1. trivor's Avatar
    My 2 year old Asus RT-N56N router just stopped working (all my tinkering could not get it operating again). So I went to NewEgg looking at new routers (I have like the performance and stability of Asus routers) and saw they had a RTN-56AC router for only $89.99. I has 1 GB WAN, 4 GB LAN connections, 802.11AC 1200, 802.11n 5 GHz (300 Mbs), 802.11n 2.4 GHz (300 Mbs) and advertised beam forming to improve throughput and range. At first the only AC device I had was my LG G2 and Network Signal Info show 293 Mbs for AC vs 150 MBS for 5 GHz 802.11n and 50-72 Mbs for 2.4 GHz. I then decided to upgrade one of my Laptops which had issues streaming H264 rips with 2.4 802.11n (and would only transfer files at 1-3 MB/s). With a budget (Edimax 802.11AC 7711MAC model for $21.99) usb 2.0/3.0 device I was able to improve that to trouble free streaming and 20-25 MB/s transfer speeds for files which made it usable for file transfers to/from my PC and Windows Home Server 2011. If you are having trouble with any of these issues then an upgrade to 802.11 AC does not have to be prohibitive - highly recommended (if you have your favorite OEM I believe their AC products would probably have similar performance.
    07-22-2014 09:28 PM
  2. Rukbat's Avatar
    Consider that you'll seldom if ever get a 3MHz connection on the internet. Now figure out how many connections you may have at a single time. Multiply that by 3 and that's the maximum speed you'll need from a router. (If the internet can't supply the data any faster, your router doesn't have to be faster.)

    The only time that doesn't apply is in transfering files from one device on the network to another, and unless you're running a NAS and want to load a large file from it to a wifi-connected device, it wouldn't matter anyway. (The difference in time between transferring a 1MB file on a 30mps wifi network and a 300mps wifi network isn't much, since the whole file transfers in a couple of seconds. Dealing with a 4GB movie, assuming you're copying it, not streaming it, would make a large difference.)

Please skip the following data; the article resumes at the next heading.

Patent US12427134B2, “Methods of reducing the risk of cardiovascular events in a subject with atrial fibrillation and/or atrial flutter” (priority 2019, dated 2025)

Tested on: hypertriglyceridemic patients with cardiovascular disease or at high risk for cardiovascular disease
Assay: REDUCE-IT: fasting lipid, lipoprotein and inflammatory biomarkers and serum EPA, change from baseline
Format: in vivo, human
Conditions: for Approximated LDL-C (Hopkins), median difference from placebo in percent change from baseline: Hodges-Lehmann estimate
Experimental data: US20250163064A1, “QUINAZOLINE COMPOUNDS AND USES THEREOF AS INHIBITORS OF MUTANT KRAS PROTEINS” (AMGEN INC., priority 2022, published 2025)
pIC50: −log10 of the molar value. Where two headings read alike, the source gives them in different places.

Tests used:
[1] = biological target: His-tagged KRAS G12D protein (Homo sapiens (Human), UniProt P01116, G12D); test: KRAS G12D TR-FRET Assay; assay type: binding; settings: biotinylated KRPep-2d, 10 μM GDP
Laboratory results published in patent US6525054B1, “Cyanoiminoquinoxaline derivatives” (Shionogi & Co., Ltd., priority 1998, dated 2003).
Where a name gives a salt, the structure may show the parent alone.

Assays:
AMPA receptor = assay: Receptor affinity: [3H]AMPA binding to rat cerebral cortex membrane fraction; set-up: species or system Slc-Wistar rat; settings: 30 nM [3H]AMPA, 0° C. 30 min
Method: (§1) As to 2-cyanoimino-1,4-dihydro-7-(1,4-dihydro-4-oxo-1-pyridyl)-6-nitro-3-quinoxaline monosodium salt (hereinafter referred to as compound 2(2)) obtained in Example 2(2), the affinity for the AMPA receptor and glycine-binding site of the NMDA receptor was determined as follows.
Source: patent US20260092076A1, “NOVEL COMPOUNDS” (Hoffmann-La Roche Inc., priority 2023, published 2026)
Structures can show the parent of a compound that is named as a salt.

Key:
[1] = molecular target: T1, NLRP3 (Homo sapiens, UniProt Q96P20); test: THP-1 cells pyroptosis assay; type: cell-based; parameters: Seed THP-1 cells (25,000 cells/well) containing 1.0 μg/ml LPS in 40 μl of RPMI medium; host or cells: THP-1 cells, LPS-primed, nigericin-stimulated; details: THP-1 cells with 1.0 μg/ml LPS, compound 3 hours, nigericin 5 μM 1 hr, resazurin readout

Assuming there's going to be a need for faster speed in your case, N is N - 300mbps (depending on manufacturer and quality of the router, but that's the spec). If you have a lot of 2.4GHz signals floating around (other strong routers, Bluetooth, a microwave oven), a 5GHz signal would have a better chance of not being interfered with, so the actual speed (the thruput) would be higher. Interference can kill a packet or 10, causing it (or them) to have to be resent, slowing things down. Conversely, 2.4GHz penetrates walls better than 5GHz, so if you want full-house coverage, and there will be more than one wall between the router and some devices, a 2.4 GHz signal will give you faster thruput.

    802.11ac is a faster spec (500mbps minimum under ideal conditions - as high as 1gbps), but 1) that's under ideal conditions - an interference-free lab with no intervening material (between the router and the device) and no large metal objects "visible" to either (IOW, walls that totally absorb any signal). In reality, ac probably won't give you any more thruput than N. And if you have a few older devices, so you have to allow the router to operate in mixed-mode (N + ac), even an ac connection will run at about N speed (which, itself, in real world situations, is seldom as fast as 150mbps).

    When I bought my last router, a few months ago, I skipped the extra price for ac and went with an N router, and I don;t have anything that can transfer a file at even that speed. (Even with my phone sitting on my router, the thruput is less than 300mbps from the drive plugged right into the router).

    Some day the internet will have gigabit speeds, but I don't think any router you buy now will last long enough to see it.
    07-23-2014 04:31 PM

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